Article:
Regular watering is essential to the success of any container garden, especially if the garden is in the sun. It’s important to remember that different containers will respond differently to watering. Soil will dry out more slowly in plastic containers than in clay or terra-cotta containers. Clay is more porous than plastic, therefore you will need to water more often for plants in clay containers than plastic. If you have a habit of overwatering your plants, you might consider using unglazed terra-cotta containers, since these will allow excess water to drain out.
Maintaining soil moisture is essential in a sun-loving container garden. Be sure to use a potting mixture that will retain moisture for the roots but allow excess water to drain. Peat-based soil mixes are especially good for this purpose. In addition, a mulch layering to the top of the container not only helps retain moisture but also lends some sophistication to a container planting.
The size of the containers also determines the amount of moisture that will be conserved. A deep container will dry out more slowly than a small container. When selecting containers, be sure to keep the size of the containers in mind. For small vegetables and flowers, the container should be at least 12 inches in diameter. For large vegetables and flowers, a 2 1/2-to-5-gallon container works best.
Shady Container Plantings
Shady Container Gardens
Container gardens in the shade don’t have to be boring displays of ferns and ivy. Select plants you like and create shade gardens in large containers by stocking them with a casual mix of shade-loving plants. Plants such as the calathea, caladium, New Guinea impatiens, bedding begonia, kalanchoe, and pink clover are just some of the many shade-loving plants available at your local nursery or garden center. When choosing your plants, just be sure to purchase those that like the same growing conditions, such as full shade or partial shade. For greater visual interest, group different types of containers together. Consider placing a container of mixed succulents next to a container of tropical foliage plants, or just place several small containers of pastel-flowering annuals and jewel-toned coleus plants together.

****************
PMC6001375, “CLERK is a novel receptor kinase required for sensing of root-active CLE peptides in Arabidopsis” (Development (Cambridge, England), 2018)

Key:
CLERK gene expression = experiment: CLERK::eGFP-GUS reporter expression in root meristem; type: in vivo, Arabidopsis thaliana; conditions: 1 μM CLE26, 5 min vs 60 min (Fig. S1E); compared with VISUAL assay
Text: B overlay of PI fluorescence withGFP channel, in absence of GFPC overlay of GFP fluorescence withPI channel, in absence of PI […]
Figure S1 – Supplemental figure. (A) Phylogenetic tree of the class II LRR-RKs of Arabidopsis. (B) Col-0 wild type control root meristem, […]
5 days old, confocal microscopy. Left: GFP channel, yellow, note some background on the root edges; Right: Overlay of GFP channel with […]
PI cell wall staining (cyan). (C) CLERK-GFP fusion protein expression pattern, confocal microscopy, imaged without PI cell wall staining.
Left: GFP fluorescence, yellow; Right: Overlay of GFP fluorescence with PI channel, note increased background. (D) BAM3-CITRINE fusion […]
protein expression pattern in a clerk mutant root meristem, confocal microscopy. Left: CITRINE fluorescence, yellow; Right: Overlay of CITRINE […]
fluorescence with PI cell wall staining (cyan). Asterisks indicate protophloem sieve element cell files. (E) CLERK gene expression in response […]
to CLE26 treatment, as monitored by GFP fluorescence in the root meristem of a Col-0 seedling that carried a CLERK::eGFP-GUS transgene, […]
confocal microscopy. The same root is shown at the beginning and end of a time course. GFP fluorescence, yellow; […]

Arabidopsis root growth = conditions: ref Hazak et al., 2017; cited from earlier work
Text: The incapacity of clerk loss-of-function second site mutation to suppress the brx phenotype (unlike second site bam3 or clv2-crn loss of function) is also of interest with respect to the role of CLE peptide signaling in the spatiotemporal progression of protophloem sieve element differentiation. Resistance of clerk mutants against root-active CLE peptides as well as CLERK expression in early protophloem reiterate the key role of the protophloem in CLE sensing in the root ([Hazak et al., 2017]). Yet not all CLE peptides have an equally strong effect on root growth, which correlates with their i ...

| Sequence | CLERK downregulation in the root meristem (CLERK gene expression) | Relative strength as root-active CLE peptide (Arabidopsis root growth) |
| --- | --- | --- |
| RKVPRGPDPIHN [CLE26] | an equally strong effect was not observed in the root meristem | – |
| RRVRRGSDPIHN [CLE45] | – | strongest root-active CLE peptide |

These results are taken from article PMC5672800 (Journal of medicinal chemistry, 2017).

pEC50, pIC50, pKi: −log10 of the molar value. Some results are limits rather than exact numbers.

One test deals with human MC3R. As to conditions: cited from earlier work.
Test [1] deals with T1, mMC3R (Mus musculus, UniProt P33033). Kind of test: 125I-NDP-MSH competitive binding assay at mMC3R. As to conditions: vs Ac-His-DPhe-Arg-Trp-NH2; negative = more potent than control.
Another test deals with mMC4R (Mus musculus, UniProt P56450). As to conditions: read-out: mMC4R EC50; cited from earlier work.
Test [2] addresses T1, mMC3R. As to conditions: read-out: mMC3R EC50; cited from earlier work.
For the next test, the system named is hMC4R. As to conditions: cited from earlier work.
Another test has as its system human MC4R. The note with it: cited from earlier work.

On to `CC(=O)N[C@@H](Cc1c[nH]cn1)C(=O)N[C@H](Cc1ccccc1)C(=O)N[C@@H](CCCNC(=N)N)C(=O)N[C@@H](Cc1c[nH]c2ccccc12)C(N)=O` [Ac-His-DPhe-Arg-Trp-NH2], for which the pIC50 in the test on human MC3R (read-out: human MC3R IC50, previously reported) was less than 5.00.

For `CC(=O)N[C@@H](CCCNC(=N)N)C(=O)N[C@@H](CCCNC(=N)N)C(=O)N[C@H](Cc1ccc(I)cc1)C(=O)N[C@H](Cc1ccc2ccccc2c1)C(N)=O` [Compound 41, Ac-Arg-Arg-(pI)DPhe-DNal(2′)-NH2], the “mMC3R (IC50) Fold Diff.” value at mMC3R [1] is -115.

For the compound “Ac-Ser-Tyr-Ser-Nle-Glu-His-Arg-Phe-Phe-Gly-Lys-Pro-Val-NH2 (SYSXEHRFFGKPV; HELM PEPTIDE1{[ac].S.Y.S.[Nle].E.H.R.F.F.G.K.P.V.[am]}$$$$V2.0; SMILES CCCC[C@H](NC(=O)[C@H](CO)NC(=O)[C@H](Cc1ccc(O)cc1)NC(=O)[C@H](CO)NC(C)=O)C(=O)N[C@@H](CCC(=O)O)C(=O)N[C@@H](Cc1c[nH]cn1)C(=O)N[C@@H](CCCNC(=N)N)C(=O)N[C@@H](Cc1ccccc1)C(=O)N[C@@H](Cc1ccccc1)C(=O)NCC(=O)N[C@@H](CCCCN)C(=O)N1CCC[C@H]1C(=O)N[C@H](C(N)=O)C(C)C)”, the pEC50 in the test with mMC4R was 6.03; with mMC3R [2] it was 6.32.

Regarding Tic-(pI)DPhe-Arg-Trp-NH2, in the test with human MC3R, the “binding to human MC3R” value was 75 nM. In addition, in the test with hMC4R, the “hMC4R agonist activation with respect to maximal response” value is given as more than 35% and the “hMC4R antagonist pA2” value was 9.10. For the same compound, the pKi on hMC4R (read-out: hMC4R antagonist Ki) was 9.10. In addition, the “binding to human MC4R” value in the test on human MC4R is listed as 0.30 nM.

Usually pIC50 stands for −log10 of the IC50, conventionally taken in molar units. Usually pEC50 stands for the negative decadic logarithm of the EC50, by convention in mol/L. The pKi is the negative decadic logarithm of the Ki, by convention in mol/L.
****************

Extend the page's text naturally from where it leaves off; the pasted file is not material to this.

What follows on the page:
When selecting plants for your shady container garden, remember these principles of container design:
Use cascading or trailing plants and vines to drape over the edges of the container, allowing them to soften the edges.
Place a tall, vertical plant in the center or slightly off-center to give the arrangement height and dimension.
Choose bushy, fine-textured plants as filler plants in the middle of the container arrangement.
Create a color scheme–a simple combination of two or three colors works best in a container garden.
Combine and contrast fine-leaf foliage plants with bold-textured foliage plants for an eye-catching effect.
Combine and contrast silver or bronze-colored plants with green-leaf plants for long-lasting color throughout the growing season.
Container Garden Tips:
A large container filled with soil can be almost difficult, if not impossible, to move at a moment’s notice. You can keep a large container lighter by filling the bottom of the container with Styrofoam “packing peanuts” so that the container is 1/4 full. You can then add the potting soil to the remainder of the container.
If you have a large container in the sun, set it on top of a frame that has movable casters. Then, whenever the sun gets too hot, you can move the container to a cooler spot with ease.
A layer of pebbles on top of the soil in a container does more than just add a charming touch to your container. They prevent the soil from spilling out of the container when watering and they also act as a moisture-retaining mulch.